Jane Fonda In Five Acts is a fascinating documentary about a fascinating person. It closely examines the life of someone who is somehow simultaneously Hollywood royalty, activist, fitness mogul, and movie star, looking back at the considerable history of Fonda’s life over eight decades. As the actor nears turning 80 years old in the film, the comprehensive documentary is also a testament to the value of looking back over the course of a life—coming to terms with failures, lost connections, and the healing power of forgiveness that can hopefully accompany life’s final chapters.
Longtime American Masters executive producer Susan Lacy has recently expanded into directing more extensive biographies, like her 2017 documentary Spielberg. To cover the life of Jane Fonda, Lacy conducted hours of interviews with the actor, as well as her son, friends, ex-husbands, and co-stars. Lacy decided to break Fonda’s life down into five acts: Henry (for her legendary Hollywood father), Vadim (her first husband, French director Roger Vadim), Tom (second husband, Tom Hayden, Chicago Seven activist), Ted (third husband, Ted Turner, billionaire media mogul), and finally, Jane herself. Lacy spoke with The A.V. Club about the difficulty of crafting such a complicated life story into a two-hour-plus documentary, and lessons we can all take from Fonda’s remarkable yet often-rocky journey. Jane Fonda In Five Acts premieres on HBO, Monday, September 24 at 8 p.m. Eastern.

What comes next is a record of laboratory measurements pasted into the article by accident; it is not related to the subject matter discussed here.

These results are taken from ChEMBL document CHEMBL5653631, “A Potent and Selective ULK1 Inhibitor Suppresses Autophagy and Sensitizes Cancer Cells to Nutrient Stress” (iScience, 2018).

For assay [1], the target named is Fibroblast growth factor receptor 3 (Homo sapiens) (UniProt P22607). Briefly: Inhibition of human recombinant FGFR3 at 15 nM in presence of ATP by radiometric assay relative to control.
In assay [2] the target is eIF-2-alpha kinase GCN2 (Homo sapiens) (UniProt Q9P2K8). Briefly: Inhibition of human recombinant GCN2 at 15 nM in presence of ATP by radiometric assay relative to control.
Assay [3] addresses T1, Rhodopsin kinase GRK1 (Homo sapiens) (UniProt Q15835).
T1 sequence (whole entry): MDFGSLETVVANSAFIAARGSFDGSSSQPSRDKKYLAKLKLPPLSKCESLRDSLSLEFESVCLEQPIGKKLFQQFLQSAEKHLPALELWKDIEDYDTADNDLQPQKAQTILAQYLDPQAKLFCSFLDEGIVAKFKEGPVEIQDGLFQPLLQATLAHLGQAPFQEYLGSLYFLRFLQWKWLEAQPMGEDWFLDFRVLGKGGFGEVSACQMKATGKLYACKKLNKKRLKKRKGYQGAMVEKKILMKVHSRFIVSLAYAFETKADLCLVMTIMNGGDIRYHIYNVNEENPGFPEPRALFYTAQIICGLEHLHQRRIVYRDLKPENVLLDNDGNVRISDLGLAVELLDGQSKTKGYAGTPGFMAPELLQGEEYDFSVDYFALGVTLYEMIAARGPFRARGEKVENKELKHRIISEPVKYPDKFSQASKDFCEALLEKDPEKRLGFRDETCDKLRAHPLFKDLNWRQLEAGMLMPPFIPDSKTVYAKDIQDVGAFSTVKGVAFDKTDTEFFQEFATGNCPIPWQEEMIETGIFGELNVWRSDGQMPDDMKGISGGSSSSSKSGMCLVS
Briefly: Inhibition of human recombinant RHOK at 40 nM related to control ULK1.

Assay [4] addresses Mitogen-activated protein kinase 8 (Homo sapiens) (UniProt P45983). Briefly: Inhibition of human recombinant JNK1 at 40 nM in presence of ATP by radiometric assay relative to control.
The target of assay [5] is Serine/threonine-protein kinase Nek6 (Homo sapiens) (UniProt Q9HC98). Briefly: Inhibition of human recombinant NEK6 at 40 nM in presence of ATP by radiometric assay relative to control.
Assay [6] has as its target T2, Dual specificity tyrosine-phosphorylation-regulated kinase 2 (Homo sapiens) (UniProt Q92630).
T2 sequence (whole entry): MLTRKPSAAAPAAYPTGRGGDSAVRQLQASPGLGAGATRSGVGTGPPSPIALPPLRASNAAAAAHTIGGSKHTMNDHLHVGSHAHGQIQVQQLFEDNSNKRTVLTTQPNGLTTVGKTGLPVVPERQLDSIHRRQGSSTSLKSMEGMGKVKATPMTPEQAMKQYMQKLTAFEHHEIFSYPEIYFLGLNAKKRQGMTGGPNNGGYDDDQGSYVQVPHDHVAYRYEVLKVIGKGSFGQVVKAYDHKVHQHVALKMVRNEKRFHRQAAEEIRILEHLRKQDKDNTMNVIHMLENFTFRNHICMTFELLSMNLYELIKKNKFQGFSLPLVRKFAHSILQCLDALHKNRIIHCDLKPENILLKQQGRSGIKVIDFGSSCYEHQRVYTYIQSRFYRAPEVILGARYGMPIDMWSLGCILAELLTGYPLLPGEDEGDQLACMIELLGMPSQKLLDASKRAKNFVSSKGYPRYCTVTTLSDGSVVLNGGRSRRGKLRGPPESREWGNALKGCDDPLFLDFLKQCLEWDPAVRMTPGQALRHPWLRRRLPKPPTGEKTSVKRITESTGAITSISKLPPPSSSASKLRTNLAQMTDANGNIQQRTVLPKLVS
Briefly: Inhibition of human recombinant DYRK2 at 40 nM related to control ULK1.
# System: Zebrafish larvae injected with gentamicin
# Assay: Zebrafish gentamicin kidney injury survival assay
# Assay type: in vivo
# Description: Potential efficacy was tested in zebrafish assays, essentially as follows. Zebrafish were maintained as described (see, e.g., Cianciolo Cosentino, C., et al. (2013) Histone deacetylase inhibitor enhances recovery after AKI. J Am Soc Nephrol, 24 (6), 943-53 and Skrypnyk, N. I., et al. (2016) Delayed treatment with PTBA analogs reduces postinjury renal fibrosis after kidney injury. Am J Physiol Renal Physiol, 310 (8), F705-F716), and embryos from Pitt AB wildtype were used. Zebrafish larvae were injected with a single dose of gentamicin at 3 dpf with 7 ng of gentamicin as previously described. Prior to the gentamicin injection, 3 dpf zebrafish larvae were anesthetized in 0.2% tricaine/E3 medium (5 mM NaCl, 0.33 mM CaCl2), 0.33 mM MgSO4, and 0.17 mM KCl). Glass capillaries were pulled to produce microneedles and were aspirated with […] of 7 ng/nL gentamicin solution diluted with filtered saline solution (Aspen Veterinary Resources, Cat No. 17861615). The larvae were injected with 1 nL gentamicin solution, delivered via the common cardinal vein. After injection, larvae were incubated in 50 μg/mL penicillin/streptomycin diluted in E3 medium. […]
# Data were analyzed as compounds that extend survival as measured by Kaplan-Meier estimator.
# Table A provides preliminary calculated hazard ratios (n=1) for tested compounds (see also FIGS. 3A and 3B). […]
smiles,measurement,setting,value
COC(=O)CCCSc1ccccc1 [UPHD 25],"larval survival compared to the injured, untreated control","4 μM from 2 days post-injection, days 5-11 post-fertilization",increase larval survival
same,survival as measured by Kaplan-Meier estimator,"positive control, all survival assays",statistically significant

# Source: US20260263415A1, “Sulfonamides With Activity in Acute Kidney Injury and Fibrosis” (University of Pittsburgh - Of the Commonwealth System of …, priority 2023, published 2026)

The A.V. Club: What was most surprising for you during the project? The fact that Jane Fonda is so open about everything?
Susan Lacy: Actually, that really wasn’t a surprise. [Laughs.] She’s written a book [My Life So Far, 2005], so I knew that she was not shy about telling her story and confronting the truth about her life. But I do think it is quite different to write a book in the solitude of your writing room, and talk to a person with a camera there, knowing millions and millions of people are going to see you talk about these things. Also, it was many years ago that she wrote the book, so it was a reliving of many stories.